FTX Confirms $8.9 Billion in Customer Assets Are Missing: Report

New managers at FTX, helmed by restructuring officer John J. Ray III, have recently revealed that $8.9 billion worth of customer funds have been unaccounted for and have gone missing. This marks the first time the managers have disclosed how much of customers’ funds have gone missing from the bankrupt cryptocurrency exchange.

$2.7 Billion of Customers Assets Recovered

According to a report by the Wall Street Journal (WSJ) that cited a public presentation released on Thursday, the managers identified roughly $2.7 billion worth of customer assets against $11.6 billion of balances outstanding on customer accounts.

The estimated value of the FTX’s assets and liabilities is based on crypto prices on November 11, when the cryptocurrency exchange filed for Chapter 11 bankruptcy protection.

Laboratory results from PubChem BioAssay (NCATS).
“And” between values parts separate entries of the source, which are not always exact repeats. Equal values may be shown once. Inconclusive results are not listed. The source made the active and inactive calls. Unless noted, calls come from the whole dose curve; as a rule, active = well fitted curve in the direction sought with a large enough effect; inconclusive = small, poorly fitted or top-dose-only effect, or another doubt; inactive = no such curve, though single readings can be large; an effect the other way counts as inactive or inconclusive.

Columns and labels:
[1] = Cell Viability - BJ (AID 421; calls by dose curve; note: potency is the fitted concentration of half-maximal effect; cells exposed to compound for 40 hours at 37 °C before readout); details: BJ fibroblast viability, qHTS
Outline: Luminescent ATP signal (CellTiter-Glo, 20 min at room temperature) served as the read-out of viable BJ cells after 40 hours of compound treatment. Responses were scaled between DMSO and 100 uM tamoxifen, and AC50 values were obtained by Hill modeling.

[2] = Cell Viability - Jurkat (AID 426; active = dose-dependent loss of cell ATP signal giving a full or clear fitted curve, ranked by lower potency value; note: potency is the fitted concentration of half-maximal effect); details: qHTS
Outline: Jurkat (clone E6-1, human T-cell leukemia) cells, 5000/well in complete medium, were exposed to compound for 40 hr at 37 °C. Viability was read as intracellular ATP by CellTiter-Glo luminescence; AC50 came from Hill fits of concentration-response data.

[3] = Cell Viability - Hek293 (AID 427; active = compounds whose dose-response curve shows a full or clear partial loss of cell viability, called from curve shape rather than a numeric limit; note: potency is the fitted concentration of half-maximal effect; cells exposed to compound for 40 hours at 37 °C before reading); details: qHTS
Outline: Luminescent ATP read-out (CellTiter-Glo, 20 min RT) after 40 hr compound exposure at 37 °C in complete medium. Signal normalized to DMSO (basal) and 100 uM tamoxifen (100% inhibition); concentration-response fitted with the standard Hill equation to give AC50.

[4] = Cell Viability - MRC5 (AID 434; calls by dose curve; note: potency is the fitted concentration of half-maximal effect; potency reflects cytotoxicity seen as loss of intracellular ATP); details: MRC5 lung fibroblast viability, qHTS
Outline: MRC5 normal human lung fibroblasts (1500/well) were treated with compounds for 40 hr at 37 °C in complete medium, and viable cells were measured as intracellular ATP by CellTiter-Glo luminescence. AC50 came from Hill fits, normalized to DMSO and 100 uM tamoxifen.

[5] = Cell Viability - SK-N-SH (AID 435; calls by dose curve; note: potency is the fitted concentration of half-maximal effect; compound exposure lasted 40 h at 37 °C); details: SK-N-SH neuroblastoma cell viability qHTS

Although the exchange has identified approximately $2.7 billion, it remains unclear how much compensation affected customers will receive from that amount.

The managers stated that about $1.5 billion of that recovered fund included illiquid crypto assets like FTX’s native token, FTT, which has lost more than 90% of its value since the exchange’s collapse. 

Moreover, around $880 million of that fund are “liquid currencies” such as dollars, stablecoins, bitcoin (BTC), or ether (ETH). Additionally, approximately $400 million in assets that FTX has found are in other receivables, according to the managers.

Is Almeda Responsible for the Shortfall?

Meanwhile, a large portion of the $8.9 billion shortfall can be attributed to FTX’s sister company Alameda Research, which borrowed $9.3 billion from customers’ accounts before the exchange’s bankruptcy filing.

FTX did not reveal whether some or all of the $9.3 billion was borrowed without customers’ consent. However, the exchange stated that Alameda only had roughly $475 million in cash in its accounts as of January 31.

Commenting on the development, John J. Ray III, the new CEO and Chief Restructuring Officer of the FTX Debtors, said:

“[The exchange’s] books and records are incomplete and, in many cases, totally absent,” said Mr. Ray in a statement. “For these reasons, it is important to emphasize that this information is still preliminary and subject to change.”

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